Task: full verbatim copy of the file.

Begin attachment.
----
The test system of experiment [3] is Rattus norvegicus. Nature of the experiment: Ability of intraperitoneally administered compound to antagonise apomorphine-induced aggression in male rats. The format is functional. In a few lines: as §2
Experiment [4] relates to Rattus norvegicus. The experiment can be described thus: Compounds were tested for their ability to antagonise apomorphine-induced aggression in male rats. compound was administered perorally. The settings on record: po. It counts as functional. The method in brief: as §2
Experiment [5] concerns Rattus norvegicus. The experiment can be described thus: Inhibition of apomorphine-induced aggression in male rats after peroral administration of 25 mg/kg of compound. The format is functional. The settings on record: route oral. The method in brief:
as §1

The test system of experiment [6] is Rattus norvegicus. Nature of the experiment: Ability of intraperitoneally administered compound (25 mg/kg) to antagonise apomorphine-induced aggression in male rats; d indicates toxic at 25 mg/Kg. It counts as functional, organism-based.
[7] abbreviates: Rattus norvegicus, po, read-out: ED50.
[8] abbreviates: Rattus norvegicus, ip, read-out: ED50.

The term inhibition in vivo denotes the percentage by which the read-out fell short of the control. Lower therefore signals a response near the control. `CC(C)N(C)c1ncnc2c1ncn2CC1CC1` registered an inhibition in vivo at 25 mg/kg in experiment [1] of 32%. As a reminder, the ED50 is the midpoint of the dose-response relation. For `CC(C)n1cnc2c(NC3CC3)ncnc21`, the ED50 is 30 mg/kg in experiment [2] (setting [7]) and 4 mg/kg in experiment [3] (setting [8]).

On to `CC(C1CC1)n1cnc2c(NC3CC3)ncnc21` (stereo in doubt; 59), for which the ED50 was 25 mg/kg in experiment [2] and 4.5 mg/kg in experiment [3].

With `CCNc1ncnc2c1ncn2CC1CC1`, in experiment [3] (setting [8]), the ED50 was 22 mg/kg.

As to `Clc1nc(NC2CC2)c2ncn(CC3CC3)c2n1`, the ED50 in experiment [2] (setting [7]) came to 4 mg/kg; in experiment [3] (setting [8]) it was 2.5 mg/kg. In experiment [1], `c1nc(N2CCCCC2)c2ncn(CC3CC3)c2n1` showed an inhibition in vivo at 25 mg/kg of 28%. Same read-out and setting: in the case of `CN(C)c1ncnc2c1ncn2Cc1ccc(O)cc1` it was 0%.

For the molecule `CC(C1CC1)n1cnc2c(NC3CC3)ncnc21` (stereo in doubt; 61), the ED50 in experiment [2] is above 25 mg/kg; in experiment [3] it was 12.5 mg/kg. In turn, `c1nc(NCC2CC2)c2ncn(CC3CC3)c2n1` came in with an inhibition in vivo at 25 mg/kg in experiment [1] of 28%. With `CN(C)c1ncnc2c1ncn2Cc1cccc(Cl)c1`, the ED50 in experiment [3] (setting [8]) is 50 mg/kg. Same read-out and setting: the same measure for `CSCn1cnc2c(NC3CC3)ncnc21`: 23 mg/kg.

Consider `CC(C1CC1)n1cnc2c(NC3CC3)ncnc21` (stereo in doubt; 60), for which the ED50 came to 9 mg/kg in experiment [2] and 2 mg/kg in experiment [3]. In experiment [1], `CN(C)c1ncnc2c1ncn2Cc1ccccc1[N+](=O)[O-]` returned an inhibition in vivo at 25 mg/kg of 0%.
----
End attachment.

The test system of experiment [3] is Rattus norvegicus. Nature of the experiment: Ability of intraperitoneally administered compound to antagonise apomorphine-induced aggression in male rats. The format is functional. In a few lines: as §2
Experiment [4] relates to Rattus norvegicus. The experiment can be described thus: Compounds were tested for their ability to antagonise apomorphine-induced aggression in male rats. compound was administered perorally. The settings on record: po. It counts as functional. The method in brief: as §2
Experiment [5] concerns Rattus norvegicus. The experiment can be described thus: Inhibition of apomorphine-induced aggression in male rats after peroral administration of 25 mg/kg of compound. The format is functional. The settings on record: route oral. The method in brief:
as §1

The test system of experiment [6] is Rattus norvegicus. Nature of the experiment: Ability of intraperitoneally administered compound (25 mg/kg) to antagonise apomorphine-induced aggression in male rats; d indicates toxic at 25 mg/Kg. It counts as functional, organism-based.
[7] abbreviates: Rattus norvegicus, po, read-out: ED50.
[8] abbreviates: Rattus norvegicus, ip, read-out: ED50.

The term inhibition in vivo denotes the percentage by which the read-out fell short of the control. Lower therefore signals a response near the control. `CC(C)N(C)c1ncnc2c1ncn2CC1CC1` registered an inhibition in vivo at 25 mg/kg in experiment [1] of 32%. As a reminder, the ED50 is the midpoint of the dose-response relation. For `CC(C)n1cnc2c(NC3CC3)ncnc21`, the ED50 is 30 mg/kg in experiment [2] (setting [7]) and 4 mg/kg in experiment [3] (setting [8]).

On to `CC(C1CC1)n1cnc2c(NC3CC3)ncnc21` (stereo in doubt; 59), for which the ED50 was 25 mg/kg in experiment [2] and 4.5 mg/kg in experiment [3].

With `CCNc1ncnc2c1ncn2CC1CC1`, in experiment [3] (setting [8]), the ED50 was 22 mg/kg.

As to `Clc1nc(NC2CC2)c2ncn(CC3CC3)c2n1`, the ED50 in experiment [2] (setting [7]) came to 4 mg/kg; in experiment [3] (setting [8]) it was 2.5 mg/kg. In experiment [1], `c1nc(N2CCCCC2)c2ncn(CC3CC3)c2n1` showed an inhibition in vivo at 25 mg/kg of 28%. Same read-out and setting: in the case of `CN(C)c1ncnc2c1ncn2Cc1ccc(O)cc1` it was 0%.

For the molecule `CC(C1CC1)n1cnc2c(NC3CC3)ncnc21` (stereo in doubt; 61), the ED50 in experiment [2] is above 25 mg/kg; in experiment [3] it was 12.5 mg/kg. In turn, `c1nc(NCC2CC2)c2ncn(CC3CC3)c2n1` came in with an inhibition in vivo at 25 mg/kg in experiment [1] of 28%. With `CN(C)c1ncnc2c1ncn2Cc1cccc(Cl)c1`, the ED50 in experiment [3] (setting [8]) is 50 mg/kg. Same read-out and setting: the same measure for `CSCn1cnc2c(NC3CC3)ncnc21`: 23 mg/kg.

Consider `CC(C1CC1)n1cnc2c(NC3CC3)ncnc21` (stereo in doubt; 60), for which the ED50 came to 9 mg/kg in experiment [2] and 2 mg/kg in experiment [3]. In experiment [1], `CN(C)c1ncnc2c1ncn2Cc1ccccc1[N+](=O)[O-]` returned an inhibition in vivo at 25 mg/kg of 0%.